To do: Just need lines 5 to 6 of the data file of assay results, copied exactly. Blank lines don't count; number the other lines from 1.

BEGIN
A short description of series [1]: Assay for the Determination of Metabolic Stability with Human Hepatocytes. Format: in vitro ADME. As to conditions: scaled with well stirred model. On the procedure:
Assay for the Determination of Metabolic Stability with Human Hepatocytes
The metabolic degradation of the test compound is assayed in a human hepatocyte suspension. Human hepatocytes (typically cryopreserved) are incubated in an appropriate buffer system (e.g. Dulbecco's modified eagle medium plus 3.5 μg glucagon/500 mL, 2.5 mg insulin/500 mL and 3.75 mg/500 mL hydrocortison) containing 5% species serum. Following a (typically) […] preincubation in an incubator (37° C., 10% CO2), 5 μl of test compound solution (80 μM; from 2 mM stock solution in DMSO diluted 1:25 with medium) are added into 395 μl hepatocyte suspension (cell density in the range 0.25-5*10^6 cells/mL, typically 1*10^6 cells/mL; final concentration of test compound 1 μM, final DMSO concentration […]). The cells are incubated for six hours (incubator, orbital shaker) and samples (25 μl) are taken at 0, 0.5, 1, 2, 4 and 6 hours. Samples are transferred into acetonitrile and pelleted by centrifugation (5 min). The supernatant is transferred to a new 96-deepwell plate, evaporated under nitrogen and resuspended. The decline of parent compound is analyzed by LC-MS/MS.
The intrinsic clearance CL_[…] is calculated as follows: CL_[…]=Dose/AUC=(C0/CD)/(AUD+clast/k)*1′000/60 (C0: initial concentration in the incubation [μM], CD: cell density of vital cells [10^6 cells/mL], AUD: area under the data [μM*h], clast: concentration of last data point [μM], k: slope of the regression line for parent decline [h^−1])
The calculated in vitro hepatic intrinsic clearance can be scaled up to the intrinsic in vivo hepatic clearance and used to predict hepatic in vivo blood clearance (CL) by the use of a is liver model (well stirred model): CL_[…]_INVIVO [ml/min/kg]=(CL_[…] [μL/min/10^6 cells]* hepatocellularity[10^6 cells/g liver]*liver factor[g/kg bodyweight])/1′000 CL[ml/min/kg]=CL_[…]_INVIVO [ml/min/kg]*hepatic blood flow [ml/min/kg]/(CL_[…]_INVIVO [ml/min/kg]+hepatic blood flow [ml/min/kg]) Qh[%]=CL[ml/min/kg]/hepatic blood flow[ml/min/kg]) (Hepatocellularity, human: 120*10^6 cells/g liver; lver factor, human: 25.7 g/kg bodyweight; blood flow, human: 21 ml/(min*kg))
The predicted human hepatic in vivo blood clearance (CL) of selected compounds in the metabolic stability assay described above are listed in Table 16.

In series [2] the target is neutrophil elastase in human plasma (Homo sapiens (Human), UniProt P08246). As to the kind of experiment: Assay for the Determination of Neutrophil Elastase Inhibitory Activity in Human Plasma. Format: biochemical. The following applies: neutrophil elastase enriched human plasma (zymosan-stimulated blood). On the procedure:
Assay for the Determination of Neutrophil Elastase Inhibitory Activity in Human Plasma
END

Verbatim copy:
The calculated in vitro hepatic intrinsic clearance can be scaled up to the intrinsic in vivo hepatic clearance and used to predict hepatic in vivo blood clearance (CL) by the use of a is liver model (well stirred model): CL_[…]_INVIVO [ml/min/kg]=(CL_[…] [μL/min/10^6 cells]* hepatocellularity[10^6 cells/g liver]*liver factor[g/kg bodyweight])/1′000 CL[ml/min/kg]=CL_[…]_INVIVO [ml/min/kg]*hepatic blood flow [ml/min/kg]/(CL_[…]_INVIVO [ml/min/kg]+hepatic blood flow [ml/min/kg]) Qh[%]=CL[ml/min/kg]/hepatic blood flow[ml/min/kg]) (Hepatocellularity, human: 120*10^6 cells/g liver; lver factor, human: 25.7 g/kg bodyweight; blood flow, human: 21 ml/(min*kg))
The predicted human hepatic in vivo blood clearance (CL) of selected compounds in the metabolic stability assay described above are listed in Table 16.